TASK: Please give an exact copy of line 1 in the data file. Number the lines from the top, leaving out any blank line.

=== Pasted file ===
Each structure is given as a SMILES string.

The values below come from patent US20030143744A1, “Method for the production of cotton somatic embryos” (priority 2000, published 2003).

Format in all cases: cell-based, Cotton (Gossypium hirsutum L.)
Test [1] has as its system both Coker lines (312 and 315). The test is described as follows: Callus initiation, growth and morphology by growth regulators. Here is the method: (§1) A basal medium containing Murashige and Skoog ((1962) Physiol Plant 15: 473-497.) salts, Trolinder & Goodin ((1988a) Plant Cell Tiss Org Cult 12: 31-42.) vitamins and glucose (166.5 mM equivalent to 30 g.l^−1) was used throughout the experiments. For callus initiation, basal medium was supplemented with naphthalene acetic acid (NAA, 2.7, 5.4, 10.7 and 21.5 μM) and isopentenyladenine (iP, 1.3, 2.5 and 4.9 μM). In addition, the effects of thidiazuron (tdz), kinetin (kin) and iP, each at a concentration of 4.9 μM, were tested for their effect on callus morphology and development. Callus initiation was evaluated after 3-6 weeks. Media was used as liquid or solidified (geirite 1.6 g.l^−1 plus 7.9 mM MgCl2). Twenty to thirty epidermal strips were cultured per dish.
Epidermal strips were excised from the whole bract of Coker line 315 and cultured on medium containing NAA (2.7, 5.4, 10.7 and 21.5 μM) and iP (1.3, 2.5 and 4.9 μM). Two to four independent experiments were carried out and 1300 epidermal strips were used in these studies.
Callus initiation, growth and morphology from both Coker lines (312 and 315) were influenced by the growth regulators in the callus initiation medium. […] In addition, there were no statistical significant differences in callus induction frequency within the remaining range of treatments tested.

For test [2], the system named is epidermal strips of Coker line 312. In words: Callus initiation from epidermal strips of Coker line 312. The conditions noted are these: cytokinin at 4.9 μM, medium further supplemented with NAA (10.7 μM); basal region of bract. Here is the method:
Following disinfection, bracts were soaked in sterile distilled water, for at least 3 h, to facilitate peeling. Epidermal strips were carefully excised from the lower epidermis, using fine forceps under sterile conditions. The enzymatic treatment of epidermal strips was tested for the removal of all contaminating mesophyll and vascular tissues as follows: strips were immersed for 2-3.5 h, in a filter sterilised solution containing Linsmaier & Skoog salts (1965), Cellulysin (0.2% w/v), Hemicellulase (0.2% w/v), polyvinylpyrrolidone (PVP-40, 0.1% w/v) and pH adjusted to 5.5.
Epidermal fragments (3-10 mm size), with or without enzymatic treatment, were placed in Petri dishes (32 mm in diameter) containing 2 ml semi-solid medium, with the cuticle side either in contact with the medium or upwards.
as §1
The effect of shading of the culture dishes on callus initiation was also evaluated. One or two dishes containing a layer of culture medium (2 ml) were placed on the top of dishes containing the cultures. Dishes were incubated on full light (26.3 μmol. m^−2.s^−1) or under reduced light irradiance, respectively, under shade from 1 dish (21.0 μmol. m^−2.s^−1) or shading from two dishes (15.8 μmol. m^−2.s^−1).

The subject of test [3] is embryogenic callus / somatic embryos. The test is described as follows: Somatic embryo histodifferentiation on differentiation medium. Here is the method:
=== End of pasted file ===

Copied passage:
Each structure is given as a SMILES string.